Monday, May 14, 2012

Trout Among Swallows

There's no hatch here.  Too much fine sediment.   Too many cars.  Too many lawns.  And yet, I always return, always with a new batch of lures or flies in case I see a hatch.  In a year of fishing here, I have yet to see one.  The fine sediment, an artifact of centuries-old mill dams along the river, chokes up many of the pores between gravel and cobbles.  The River is a beautiful mess.

I took my time this morning.  Hank wanted a chocolate milk from Starbucks "the chocolate milk store."  It was 52 degrees and I was going fishing for a few hours.  I could use a dark, burnt coffee.  Starbucks sells a lot of those.

We took our time at Starbucks.  Hank - we often call him "The Mayor" -introduced himself to everyone in the place, situated across the street from the Towson University campus.  "Hi Wadies!" Hi ladies, indeed.  I wasn't in a hurry.  There is no hatch. Only fine sediment and trout waiting on the upstream end of deep, cold pools.

 I dropped Hank off at daycare and set up the road a few miles, near the Pennsylvania border.  I stopped and stepped out in a few spots.  Looking for rising fish.  Looking for a hatch.  I saw neither.  I enjoyed my coffee.  The river gage had read 80cfs.  Looked about right.  Time for a few more sips of coffee.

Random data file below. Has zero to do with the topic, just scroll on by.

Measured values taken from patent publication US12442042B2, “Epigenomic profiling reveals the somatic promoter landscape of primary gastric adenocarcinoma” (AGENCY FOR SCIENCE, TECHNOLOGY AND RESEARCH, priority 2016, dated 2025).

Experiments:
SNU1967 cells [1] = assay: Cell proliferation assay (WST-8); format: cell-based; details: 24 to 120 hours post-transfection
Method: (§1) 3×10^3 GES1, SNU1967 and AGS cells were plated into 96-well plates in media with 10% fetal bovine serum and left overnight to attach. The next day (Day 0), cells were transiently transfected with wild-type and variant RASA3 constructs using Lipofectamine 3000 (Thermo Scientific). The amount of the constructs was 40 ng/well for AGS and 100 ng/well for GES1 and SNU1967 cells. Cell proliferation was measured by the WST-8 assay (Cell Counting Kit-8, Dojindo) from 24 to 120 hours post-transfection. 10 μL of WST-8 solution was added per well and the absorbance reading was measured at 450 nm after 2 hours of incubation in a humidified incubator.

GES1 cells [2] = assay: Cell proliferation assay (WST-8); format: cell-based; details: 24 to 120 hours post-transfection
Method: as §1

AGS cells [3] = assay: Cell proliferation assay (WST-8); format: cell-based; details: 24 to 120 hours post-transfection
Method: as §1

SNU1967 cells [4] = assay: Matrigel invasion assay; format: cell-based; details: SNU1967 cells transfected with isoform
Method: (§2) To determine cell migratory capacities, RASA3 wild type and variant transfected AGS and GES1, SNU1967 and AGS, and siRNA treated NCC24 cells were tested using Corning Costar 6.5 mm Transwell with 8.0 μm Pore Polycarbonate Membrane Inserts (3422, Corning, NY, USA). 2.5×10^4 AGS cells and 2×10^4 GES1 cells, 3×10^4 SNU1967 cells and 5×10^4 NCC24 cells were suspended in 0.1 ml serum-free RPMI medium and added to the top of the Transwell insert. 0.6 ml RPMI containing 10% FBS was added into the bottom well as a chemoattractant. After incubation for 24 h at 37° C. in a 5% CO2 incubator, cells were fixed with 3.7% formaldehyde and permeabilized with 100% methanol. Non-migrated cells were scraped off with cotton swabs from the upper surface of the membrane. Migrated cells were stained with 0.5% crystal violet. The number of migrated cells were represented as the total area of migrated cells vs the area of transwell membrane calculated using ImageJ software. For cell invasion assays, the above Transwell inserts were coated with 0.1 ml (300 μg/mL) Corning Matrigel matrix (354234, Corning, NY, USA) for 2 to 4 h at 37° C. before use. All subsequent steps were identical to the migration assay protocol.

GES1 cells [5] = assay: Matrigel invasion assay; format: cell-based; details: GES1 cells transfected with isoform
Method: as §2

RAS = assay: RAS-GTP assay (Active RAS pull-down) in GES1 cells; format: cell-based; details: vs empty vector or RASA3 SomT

This place has changed a lot since our double 100-year storms last fall - two hurricanes separated by about five days, if memory serves.  The river ran at 17,600 cfs immediately after the second storm.  How ya like them apples? Somewhere in the neighborhood of a 5,000 year discharge.  So yeah.  The place has changed a lot over the last 9 months.  There are some signs, at least fluviomorphologically (ha ha big word), that the river wants to recover.  But it's no place for a hatch.

I checked a few spots and saw no trout.  Took a few more Starbucks sips.  Burnt as always.  I threw on my waders and gave a quick glance to my Redington and Cabela's fly rods.  Not today, boys.  There is no hatch.  I grabbed my St. Croix ultralight instead, and tied on a Joe's Flies Woolly Bugger.  I grabbed my plano boxes full of Mepps, Joe's Flies, and Rooster Tails.   Browns and Rainbows reproduce here, out of sheer evolutionary will, lack of fishing pressure, and an instinct to eat anything that falls in the water.  Sounds perfect.

I started at the Bridge Pool.  I've caught several 6-9" trout here over the last year, and felt confident I'd repeat that success.   On my third cast, I caught the young smallmouth in the picture above.  No hatch.  No trout.  I worked for another hour and a half, not seeing another angler (I've never seen another angler here), and covering about a thousand feet of river.   For the first time since I started fishing here, I didn't even see a trout.  I had one pool, the Sycamore Pool, left on this section.  I had come into this outing both confident and relaxed.  This was not going to plan.  One thing was especially weird - I was getting divebombed by tree swallows.  I've never seen them here before.  They swooped, pulled up to avoid the trees on the opposite bank, and then looped in again.  What in the hell were they doing here at all?